outta town, outta site, outta my mind

We wanted to get out of the city for the weekend and N's dad is vacationing in Florida, so we decided to spend Saturday night at his place in the SW 'burbs. It's a good excuse to get a bunch of laundry done for free and to spend inordinate amounts of time pretending to shop at places like Wal-Mart. Wal-Mart is a place where you can buy skimpy panties with words like "hottie" emblazoned across the front, but you can't find the new Jon Stewart or George Carlin books. Paraphernalia with Confederate flags and NASCAR gear sell well at Wal-Mart, I imagine.

We picked up a nice pork tenderloin and two bottles of $3 Chuck at the nearby Trader Joe's and I cooked a nice dinner and we watched the classic "So, I Married an Axe Murderer" and some BBC variety shows. A couple years back, I was spoiled a bit when I worked at a French wine bar, but I must say I *have* been developing quite a fondness for the Shaw Vineyards, especially their Sauvignon Blanc. I mean, Sonoma is no Loire Valley, but for $2.99 you can't get much better. The wine was good. While surfing channels, I happened upon the Pixies on "Austin City Limits." The night was good.

Once asleep, I dreamt I was the moon orbiting and chortling through space. When the dream began, I was waxing in virgo and once I got to taurus, I seemed to be stuck. I started waking up at this point in the dream to ask N how the hell I could get out of being stuck and into gemini, but there was no waking her. I hate those dreams that hang with you after you wake up. It was muggy under the blankets and difficult to get back to sleep.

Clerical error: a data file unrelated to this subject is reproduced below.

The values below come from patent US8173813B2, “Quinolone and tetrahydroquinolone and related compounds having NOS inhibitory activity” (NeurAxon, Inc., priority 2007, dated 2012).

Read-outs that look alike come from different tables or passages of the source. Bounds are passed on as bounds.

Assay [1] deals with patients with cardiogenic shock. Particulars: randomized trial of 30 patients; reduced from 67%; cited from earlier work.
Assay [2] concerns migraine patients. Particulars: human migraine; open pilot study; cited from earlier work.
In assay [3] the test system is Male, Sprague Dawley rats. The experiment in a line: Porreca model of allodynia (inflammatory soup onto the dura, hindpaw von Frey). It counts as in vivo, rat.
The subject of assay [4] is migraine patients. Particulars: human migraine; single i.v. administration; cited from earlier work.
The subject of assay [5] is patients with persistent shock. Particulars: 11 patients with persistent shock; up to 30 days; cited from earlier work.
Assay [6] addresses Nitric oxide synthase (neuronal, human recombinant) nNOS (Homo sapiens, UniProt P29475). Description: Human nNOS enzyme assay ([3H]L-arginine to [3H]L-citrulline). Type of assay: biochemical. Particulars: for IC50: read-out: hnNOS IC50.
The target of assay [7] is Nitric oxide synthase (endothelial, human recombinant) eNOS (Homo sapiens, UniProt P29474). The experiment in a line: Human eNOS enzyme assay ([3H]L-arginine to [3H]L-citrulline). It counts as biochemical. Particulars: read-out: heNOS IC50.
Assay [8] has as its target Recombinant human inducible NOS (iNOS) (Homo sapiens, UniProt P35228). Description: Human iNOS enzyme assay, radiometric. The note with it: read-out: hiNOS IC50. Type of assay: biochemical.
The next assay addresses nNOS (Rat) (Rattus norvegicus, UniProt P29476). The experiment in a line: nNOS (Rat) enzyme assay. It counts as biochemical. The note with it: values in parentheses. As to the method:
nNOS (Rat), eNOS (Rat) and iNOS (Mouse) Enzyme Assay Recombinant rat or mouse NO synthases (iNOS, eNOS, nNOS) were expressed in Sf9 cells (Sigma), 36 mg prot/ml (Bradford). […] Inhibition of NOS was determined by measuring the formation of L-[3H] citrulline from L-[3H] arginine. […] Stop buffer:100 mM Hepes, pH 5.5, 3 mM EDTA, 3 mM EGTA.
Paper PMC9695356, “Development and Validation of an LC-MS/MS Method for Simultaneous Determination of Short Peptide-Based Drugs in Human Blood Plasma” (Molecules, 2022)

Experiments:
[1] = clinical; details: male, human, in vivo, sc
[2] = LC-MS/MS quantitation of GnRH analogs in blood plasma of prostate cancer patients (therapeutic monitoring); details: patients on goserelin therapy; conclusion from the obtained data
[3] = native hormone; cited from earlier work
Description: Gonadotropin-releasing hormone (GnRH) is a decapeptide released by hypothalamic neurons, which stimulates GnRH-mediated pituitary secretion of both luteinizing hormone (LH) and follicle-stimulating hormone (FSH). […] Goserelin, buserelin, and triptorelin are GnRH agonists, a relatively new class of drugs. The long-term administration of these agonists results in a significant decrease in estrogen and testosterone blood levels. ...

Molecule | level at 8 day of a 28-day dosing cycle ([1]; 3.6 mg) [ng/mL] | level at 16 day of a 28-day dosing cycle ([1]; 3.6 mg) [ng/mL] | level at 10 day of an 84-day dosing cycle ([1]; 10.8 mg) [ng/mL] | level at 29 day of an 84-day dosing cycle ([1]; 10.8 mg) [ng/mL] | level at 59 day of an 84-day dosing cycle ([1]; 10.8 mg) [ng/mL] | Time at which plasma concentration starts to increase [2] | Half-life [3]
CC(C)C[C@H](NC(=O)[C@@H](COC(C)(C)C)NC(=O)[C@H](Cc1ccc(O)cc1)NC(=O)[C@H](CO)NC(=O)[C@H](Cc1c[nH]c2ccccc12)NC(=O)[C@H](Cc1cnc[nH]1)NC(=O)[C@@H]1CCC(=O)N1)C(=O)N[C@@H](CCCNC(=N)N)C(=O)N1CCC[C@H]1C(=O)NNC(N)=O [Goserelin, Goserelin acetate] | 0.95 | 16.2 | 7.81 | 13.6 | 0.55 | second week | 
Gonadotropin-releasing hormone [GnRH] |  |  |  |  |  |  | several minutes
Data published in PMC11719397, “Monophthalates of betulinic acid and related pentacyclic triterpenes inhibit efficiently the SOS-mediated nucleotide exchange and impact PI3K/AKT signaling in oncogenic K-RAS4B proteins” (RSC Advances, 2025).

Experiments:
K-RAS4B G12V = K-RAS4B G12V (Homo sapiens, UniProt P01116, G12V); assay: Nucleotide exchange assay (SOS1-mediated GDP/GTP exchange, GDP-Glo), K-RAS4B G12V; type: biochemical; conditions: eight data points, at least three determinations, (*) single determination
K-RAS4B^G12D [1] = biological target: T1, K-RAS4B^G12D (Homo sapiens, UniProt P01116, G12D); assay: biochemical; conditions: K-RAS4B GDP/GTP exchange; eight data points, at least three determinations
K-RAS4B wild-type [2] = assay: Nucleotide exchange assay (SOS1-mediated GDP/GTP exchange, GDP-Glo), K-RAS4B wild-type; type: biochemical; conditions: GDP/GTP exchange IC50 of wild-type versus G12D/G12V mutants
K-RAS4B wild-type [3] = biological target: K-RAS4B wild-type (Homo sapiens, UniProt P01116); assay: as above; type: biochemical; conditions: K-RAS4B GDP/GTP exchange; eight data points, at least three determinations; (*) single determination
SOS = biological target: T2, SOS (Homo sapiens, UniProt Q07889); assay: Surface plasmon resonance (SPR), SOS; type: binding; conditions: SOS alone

This morning, there was a taped reading on C-Span from a Howard Zinn-edited companion book to his "A People's History of the United States," basically actors reading left-leaning speeches from various points in history. I'm into that kind of thing, and a big fan of Dr. Zinn, so like a wonk I sat there eating DIY creme brulee, watching "Books on C-Span." I especially appreciated the reading of an anti-war speech by Eugene Debs that landed him in prison for 10 years. Little has changed since he made the speech, in which he stated the ruling class profits from war while the working class fights and dies in it. The final reading was a Speech Zinn made before being jailed for his own civil disobedience.

I'm re-reading Hemingway's "A movable Feast." I think everyone ought to read it, at least anyone working at being any sort of artist. One of my favorite passages follows.

"... The one who is doing his work and getting satisfaction from it is not the one the poverty bothers. I thought of bathtubs and showers and toilets that flushed as things that inferior people to us had or that you enjoyed when you made trips, which we often made. There was always the public bathhouse down at the foot of the street by the river. My wife had never complained once about these things any more than she cried about Chevre d'Or when he fell. She had cried for the horse, I remembered, but not the money. I had been stupid when she needed a grey lamb jacket and had loved it once she had bought it. I had been stupid about other things, too. It was all part of the fight against poverty that you never win except by not spending. Especially if you buy pictures instead of clothes. But then we did not think of ourselves as poor. We did not accept it. We thought we were superior people and other people that we looked down on and rightly mistrusted were rich. It had never seemed strange to me to wear sweatshirts for underwear to keep warm. It only seemed odd to the rich. We ate well and cheaply and drank well and cheaply and slept well and warm together and loved each other."